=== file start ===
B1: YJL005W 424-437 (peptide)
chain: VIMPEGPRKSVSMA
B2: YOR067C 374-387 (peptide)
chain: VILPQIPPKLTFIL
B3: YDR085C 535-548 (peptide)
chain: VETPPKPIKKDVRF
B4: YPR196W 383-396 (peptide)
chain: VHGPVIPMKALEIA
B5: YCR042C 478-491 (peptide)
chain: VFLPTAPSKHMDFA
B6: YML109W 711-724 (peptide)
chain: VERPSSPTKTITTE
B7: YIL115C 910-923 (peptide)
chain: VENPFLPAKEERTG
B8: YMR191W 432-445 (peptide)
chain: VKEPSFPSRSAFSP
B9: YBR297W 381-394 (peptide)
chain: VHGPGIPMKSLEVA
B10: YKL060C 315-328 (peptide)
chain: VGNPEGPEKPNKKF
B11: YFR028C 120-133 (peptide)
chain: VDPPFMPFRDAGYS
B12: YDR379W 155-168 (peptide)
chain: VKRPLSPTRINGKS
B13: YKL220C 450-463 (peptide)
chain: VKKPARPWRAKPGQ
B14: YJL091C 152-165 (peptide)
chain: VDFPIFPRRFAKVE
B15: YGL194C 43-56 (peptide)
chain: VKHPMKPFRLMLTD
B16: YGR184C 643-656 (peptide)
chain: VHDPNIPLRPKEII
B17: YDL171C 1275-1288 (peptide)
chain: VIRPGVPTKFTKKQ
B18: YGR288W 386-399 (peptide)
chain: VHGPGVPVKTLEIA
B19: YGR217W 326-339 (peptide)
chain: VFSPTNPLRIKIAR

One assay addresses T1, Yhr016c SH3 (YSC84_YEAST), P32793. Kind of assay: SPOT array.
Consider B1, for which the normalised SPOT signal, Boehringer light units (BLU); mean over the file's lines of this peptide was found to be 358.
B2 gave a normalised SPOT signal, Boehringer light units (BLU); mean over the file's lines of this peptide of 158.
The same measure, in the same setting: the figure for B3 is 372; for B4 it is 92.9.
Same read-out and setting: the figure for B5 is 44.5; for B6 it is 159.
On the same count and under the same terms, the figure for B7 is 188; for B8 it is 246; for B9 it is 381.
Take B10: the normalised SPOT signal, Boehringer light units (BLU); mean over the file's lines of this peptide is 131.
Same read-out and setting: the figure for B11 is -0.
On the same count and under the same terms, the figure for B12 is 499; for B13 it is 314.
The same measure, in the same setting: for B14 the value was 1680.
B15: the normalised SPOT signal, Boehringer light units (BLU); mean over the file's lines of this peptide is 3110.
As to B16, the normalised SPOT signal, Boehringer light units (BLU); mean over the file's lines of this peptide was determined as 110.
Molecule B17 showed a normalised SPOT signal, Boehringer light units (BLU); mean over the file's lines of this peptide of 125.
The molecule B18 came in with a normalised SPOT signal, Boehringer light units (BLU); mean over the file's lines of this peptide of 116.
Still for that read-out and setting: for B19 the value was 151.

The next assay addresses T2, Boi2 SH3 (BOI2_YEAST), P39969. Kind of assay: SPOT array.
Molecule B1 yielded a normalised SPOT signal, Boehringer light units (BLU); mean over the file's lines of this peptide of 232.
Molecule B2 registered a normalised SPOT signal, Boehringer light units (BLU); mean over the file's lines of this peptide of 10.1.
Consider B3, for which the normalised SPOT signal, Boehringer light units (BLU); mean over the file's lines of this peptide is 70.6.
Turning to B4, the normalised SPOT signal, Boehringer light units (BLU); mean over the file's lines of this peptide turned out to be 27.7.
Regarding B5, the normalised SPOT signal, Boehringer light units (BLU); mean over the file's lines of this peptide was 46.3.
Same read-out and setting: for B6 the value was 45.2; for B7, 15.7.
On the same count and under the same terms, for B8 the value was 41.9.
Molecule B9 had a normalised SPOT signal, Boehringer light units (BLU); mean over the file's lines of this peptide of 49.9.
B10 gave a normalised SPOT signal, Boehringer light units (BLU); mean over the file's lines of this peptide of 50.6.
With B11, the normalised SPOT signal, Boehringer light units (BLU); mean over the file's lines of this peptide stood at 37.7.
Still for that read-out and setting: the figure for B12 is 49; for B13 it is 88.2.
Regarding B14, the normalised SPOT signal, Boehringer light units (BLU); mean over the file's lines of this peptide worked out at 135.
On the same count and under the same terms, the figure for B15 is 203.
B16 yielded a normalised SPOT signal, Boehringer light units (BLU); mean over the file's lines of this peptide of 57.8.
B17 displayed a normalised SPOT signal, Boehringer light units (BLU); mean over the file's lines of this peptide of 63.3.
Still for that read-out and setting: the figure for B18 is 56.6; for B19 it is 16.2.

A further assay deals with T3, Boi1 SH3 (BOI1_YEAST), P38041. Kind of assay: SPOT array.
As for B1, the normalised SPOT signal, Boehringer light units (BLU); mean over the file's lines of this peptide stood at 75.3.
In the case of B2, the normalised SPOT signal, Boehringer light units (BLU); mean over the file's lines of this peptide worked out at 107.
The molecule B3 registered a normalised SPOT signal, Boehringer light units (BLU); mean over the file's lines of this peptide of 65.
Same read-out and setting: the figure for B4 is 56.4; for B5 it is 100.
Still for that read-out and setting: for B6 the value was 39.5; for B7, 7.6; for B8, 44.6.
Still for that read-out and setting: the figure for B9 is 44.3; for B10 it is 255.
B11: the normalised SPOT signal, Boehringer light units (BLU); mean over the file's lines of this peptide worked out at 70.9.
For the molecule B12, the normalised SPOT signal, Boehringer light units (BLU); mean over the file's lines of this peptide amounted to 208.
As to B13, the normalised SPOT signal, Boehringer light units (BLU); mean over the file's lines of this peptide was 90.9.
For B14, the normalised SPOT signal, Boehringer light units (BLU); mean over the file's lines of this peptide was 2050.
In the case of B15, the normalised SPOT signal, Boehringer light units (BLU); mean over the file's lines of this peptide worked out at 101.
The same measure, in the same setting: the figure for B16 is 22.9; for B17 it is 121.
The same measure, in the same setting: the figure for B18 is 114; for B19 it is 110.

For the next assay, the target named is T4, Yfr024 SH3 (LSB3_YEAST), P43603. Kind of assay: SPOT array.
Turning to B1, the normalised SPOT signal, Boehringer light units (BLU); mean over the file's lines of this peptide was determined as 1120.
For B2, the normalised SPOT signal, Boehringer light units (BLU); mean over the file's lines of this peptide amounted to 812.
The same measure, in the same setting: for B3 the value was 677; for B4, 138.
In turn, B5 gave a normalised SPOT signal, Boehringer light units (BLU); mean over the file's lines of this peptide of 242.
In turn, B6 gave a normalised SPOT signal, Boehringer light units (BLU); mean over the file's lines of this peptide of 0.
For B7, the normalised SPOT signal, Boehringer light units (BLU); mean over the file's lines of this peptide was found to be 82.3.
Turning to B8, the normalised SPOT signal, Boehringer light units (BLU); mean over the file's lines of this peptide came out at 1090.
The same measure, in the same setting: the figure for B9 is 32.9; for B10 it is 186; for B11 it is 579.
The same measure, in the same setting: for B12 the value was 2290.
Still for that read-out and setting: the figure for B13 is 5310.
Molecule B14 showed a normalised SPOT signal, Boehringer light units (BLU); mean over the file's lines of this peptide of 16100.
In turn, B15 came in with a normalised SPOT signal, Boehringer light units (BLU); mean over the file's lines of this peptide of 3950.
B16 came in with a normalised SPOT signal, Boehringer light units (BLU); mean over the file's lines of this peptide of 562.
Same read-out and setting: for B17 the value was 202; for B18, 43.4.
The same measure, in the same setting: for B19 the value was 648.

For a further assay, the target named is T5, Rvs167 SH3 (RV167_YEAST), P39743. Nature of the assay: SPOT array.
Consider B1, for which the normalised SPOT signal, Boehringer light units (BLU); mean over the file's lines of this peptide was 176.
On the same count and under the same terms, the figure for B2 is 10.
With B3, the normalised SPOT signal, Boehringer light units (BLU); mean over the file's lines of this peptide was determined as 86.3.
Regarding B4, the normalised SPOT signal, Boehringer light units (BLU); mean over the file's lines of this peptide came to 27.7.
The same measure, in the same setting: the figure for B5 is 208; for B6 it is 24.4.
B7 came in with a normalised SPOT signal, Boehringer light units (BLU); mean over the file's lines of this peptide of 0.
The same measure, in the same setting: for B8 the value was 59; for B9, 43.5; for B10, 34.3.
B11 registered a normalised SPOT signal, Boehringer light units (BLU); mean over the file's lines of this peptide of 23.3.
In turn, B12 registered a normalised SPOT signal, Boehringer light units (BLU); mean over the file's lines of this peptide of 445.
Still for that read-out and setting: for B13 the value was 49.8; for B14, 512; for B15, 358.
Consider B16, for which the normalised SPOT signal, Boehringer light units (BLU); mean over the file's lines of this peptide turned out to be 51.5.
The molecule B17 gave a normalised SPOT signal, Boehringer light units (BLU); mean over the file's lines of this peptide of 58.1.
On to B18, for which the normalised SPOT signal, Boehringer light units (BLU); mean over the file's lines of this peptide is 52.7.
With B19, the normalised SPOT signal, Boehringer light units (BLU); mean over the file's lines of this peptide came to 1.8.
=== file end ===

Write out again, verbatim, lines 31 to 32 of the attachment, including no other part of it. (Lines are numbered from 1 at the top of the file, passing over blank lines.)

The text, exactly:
B16: YGR184C 643-656 (peptide)
chain: VHDPNIPLRPKEII